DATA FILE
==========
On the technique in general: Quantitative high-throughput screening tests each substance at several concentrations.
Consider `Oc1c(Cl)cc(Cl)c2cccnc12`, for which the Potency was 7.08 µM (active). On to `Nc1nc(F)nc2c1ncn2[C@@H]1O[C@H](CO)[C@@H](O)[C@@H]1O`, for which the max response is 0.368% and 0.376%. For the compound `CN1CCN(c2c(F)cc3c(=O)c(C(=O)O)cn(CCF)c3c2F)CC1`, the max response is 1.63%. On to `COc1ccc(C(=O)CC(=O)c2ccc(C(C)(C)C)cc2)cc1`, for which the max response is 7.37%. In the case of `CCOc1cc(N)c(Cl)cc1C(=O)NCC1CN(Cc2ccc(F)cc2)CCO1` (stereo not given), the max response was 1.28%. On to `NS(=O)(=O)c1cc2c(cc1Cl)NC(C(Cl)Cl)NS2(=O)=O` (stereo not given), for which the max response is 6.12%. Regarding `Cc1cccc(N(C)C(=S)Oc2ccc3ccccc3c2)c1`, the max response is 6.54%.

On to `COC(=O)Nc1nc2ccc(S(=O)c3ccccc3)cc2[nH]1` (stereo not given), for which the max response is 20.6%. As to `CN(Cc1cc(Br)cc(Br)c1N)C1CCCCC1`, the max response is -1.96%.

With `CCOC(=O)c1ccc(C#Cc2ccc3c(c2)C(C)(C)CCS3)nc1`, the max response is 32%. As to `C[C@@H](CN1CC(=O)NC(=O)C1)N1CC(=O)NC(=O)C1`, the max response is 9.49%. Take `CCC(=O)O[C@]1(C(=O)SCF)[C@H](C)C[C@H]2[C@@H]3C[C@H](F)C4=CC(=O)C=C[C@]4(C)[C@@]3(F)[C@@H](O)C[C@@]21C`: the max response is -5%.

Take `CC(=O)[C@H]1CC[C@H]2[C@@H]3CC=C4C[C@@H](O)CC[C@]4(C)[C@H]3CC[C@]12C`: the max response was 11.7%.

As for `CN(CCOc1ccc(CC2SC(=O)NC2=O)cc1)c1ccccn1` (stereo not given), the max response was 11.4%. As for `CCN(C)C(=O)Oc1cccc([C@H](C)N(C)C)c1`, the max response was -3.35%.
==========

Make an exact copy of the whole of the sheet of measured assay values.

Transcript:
On the technique in general: Quantitative high-throughput screening tests each substance at several concentrations.
Consider `Oc1c(Cl)cc(Cl)c2cccnc12`, for which the Potency was 7.08 µM (active). On to `Nc1nc(F)nc2c1ncn2[C@@H]1O[C@H](CO)[C@@H](O)[C@@H]1O`, for which the max response is 0.368% and 0.376%. For the compound `CN1CCN(c2c(F)cc3c(=O)c(C(=O)O)cn(CCF)c3c2F)CC1`, the max response is 1.63%. On to `COc1ccc(C(=O)CC(=O)c2ccc(C(C)(C)C)cc2)cc1`, for which the max response is 7.37%. In the case of `CCOc1cc(N)c(Cl)cc1C(=O)NCC1CN(Cc2ccc(F)cc2)CCO1` (stereo not given), the max response was 1.28%. On to `NS(=O)(=O)c1cc2c(cc1Cl)NC(C(Cl)Cl)NS2(=O)=O` (stereo not given), for which the max response is 6.12%. Regarding `Cc1cccc(N(C)C(=S)Oc2ccc3ccccc3c2)c1`, the max response is 6.54%.

On to `COC(=O)Nc1nc2ccc(S(=O)c3ccccc3)cc2[nH]1` (stereo not given), for which the max response is 20.6%. As to `CN(Cc1cc(Br)cc(Br)c1N)C1CCCCC1`, the max response is -1.96%.

With `CCOC(=O)c1ccc(C#Cc2ccc3c(c2)C(C)(C)CCS3)nc1`, the max response is 32%. As to `C[C@@H](CN1CC(=O)NC(=O)C1)N1CC(=O)NC(=O)C1`, the max response is 9.49%. Take `CCC(=O)O[C@]1(C(=O)SCF)[C@H](C)C[C@H]2[C@@H]3C[C@H](F)C4=CC(=O)C=C[C@]4(C)[C@@]3(F)[C@@H](O)C[C@@]21C`: the max response is -5%.

Take `CC(=O)[C@H]1CC[C@H]2[C@@H]3CC=C4C[C@@H](O)CC[C@]4(C)[C@H]3CC[C@]12C`: the max response was 11.7%.

As for `CN(CCOc1ccc(CC2SC(=O)NC2=O)cc1)c1ccccn1` (stereo not given), the max response was 11.4%. As for `CCN(C)C(=O)Oc1cccc([C@H](C)N(C)C)c1`, the max response was -3.35%.